Second effort to recall Rodriguez kicks off in Ontario

Ontario City Council President Freddy Rodriguez at a March 4 meeting. (Liliana Frankel/The Enterprise)

3/10: This post was updated with comments from Cydney Cooke.

ONTARIO – An Ontario woman Tuesday filed a petition to recall Ontario City Council President Freddy Rodriguez.

Cydney Cooke, who ran for city council in 2018 but did not win a seat, gave several reasons for the petition, including: Rodriguez’s two active restraining orders for domestic violence, his behavior on social media, and his behavior in a March 4 City Council meeting.

Cooke also indicated her suspicion that Rodriguez had violated a city ordinance regarding council interference with administrative services, referring to a social media post Rodriguez made about his communication with Police Chief Steven Romero. 

“That one rule is the only rule in the charter that councilmembers are not supposed to do is interfere with any administrative services,” said Cooke. 

Cooke said that there were no hard feelings between herself and Rodriguez regarding the 2018 election. 

“I, like many citizens, was touched by Councilor Rodriguez’s story of constantly battling homelessness, while being a single father. I actually voted for him,” she said. “He is not the reason he was chosen over I. It’s the citizens who made that the decision, and we both amicably respected that.” 

She said the councilors’ inaction on Rodriguez’s “personal issues” is troubling.  

He has no support from them to help him guide and maneuver through this situation better,” she said. “Instead it’s like they’re egging him on, and it’s just not a good look for the city.” 

Cooke said that she appreciated Rodriguez’s commitment to transparency and sharing city information through his social media – an effort which, she pointed out, other councilors have not made. 

“Nobody, I feel, hates or dislikes Freddy Rodriguez as a person. They are hurt by some of the things they’re reading about in the papers. They are hurt by some of things they’re seeing, they are hurt by some of the action he’s taking and they are hurt by the council allowing this to persist,” she said.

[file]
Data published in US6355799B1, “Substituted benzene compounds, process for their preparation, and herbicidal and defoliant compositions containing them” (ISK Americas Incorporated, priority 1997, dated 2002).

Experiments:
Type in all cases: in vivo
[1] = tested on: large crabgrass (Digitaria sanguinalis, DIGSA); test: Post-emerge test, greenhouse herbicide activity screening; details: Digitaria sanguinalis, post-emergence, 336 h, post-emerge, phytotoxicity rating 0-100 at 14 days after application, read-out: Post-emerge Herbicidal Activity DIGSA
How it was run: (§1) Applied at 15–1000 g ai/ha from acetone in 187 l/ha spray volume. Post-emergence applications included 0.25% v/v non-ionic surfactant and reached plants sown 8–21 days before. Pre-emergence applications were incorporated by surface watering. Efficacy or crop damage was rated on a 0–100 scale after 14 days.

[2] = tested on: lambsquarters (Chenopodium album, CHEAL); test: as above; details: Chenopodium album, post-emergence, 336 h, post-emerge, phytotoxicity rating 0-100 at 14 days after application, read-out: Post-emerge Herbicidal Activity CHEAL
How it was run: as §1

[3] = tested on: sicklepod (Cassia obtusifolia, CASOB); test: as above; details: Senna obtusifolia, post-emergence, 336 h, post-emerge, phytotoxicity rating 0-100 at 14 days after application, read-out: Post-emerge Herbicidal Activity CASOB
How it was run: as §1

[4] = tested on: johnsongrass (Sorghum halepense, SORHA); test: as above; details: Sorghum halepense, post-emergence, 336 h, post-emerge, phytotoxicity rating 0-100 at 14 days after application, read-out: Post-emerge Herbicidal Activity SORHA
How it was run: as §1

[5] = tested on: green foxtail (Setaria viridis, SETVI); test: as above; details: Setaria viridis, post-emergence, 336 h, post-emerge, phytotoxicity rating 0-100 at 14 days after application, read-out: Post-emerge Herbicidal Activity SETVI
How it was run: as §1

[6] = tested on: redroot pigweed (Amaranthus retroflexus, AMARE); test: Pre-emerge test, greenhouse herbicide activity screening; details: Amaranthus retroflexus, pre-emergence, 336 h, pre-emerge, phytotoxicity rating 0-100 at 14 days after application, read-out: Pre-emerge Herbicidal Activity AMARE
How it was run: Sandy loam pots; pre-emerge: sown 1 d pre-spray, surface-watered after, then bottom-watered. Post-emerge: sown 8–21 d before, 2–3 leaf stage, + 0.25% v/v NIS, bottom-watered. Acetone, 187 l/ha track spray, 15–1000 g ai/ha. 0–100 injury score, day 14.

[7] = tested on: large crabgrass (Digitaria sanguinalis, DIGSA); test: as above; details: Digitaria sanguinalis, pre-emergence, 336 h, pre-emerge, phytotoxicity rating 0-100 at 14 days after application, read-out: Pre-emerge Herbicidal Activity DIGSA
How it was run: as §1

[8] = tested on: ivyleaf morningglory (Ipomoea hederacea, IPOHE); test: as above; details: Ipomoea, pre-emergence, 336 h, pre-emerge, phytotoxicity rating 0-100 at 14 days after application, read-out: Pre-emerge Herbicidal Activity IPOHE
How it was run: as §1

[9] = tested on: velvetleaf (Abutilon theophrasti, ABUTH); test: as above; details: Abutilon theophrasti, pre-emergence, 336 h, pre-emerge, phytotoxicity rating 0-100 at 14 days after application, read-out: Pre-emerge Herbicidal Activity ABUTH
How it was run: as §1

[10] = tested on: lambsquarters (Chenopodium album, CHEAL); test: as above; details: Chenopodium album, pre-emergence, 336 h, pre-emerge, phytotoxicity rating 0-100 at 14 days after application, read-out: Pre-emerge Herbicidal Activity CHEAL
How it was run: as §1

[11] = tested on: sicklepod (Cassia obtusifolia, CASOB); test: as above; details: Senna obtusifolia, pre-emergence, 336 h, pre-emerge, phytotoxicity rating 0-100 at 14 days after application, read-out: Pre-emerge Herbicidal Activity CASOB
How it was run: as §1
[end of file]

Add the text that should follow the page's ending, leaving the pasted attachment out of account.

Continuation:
“I just want it to be very clear that this all done out of the care, love and respect for all the councilors,” she added.  

Rodriguez was the target of another recall effort last year, but that ended when petitioners concluded they couldn’t gather enough signatures in time.

The filing of the petition is the first step in a long process that Cooke and her allies must undertake in order to successfully recall Rodriguez. They have 90 days – until Monday, June 7 – to collect a minimum of 494 certified signatures from Ontario registered voters. That number is equal to 15% of all votes cast in the electoral district for governor during the last election.

Cooke would then have to turn them in to City Recorder Tori Barnett, who would certify the documents before sending them to County Clerk Gayle Trotter. Trotter would be responsible for certifying the signatures in a process identical to that used to determine ballot validity in an election. 

“That would be going through and checking the signature to make sure it matches the voter registration card,” said Trotter. Voters’ registered addresses would also be compared to make sure they match the address given in the signature. 

After all signatures are certified by Trotter’s office, Rodriguez would be contacted and can either resign or submit his own statement for the election.

If he doesn’t resign, a special election would be held within 35 days.  

Barnett and Trotter said that they could not recall an instance in which a local recall effort succeeded.

“(Never) to my knowledge, and I’ve been here 26 years,” said Barnett.

The recall is just the latest in a series of citizen-led actions to try to remove Rodriguez from public office. Last Thursday, seven Ontario citizens showed up at a city council meeting and used the public comment section to call for him to step down or be removed from his seat by his colleagues. 

This Thursday, March 11, Rodriguez will appeal the second of his two active restraining orders in Malheur County Circuit Court at 2 p.m. 

News tip? Contact reporter Liliana Frankel at [email protected] or 267-981-5577.


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